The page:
I sent all the houseguests and the young woman who lived with the victimto a local motel for the night. I hope no one bolts. Jake promised tosend me some background on the victim (Julia Rochester) and the people stayingat the house tomorrow.

4:30 am, November 3

Another call from Jake: a serious fire that could have taken the lives of all of the suspects started around 3 am at the motel. According to Jake, the Rochesters got out first and alerted the Millers. Ms. Forsythe got out just before the smoke became overpowering. All were lucky to be alive. There was damage to all three rooms, particularly to the wall between the Rochesters' and Ms. Forsythe's rooms. I talked to the fire chief and he confirmed that it was probably arson. We took carpet samples from each of the burned rooms to check for accelerants, and we're going through all three of the rooms and bagging everything we can. I don't know how much of it will prove to be useful, but I'd hate to miss any evidence. One of the men found a half melted tube of red liquid under the bed in the room of Beatrice and Simon Miller. There was no evidence of forced entry to any of the rooms.

Jake promised me his report by eight o'clock. I'll start interviewingwitnesses at nine.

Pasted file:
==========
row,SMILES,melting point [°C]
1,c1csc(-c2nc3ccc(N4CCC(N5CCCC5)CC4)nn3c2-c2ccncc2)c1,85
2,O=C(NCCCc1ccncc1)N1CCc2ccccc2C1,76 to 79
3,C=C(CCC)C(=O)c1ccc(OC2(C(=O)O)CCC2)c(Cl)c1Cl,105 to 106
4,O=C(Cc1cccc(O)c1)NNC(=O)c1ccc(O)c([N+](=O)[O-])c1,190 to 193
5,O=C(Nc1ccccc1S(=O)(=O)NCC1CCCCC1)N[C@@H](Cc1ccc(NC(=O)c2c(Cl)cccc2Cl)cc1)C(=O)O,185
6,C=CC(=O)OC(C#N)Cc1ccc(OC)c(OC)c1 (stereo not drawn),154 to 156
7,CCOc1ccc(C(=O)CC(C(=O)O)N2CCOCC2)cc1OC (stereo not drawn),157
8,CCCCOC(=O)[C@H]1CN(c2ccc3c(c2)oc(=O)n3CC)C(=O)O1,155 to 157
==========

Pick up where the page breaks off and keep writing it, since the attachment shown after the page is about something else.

11:00 am, November3

Before we could start taking statements this morning Deborah Forsytheasked permission to return to the house to recover Julia Rochester's will. She said nothing of the will being in the house yesterday. I asked herabout that and she said the shock had made it slip her mind. She told methe will is kept in a concealed safe in the pantry. As we missed it completelylast night it is very well hidden indeed.

I agreed to take her to the house with me, on the condition that I wasto be with her at all times and she was to touch nothing but the safe. When we got there she uncovered the safe and opened it with no trouble atall. (I did check it for marks and fingerprints first.) I watched overher shoulder. Inside were a number of papers, including the will, and sometraces of white powder. DF tensed up when she saw the powder-I'm sure shewas hoping I didn't see it. I asked her about it, and she denied knowingwhat it was. I suspect it may have leaked out of some larger package. I collected it to have an analysis done. Could we have found the poison?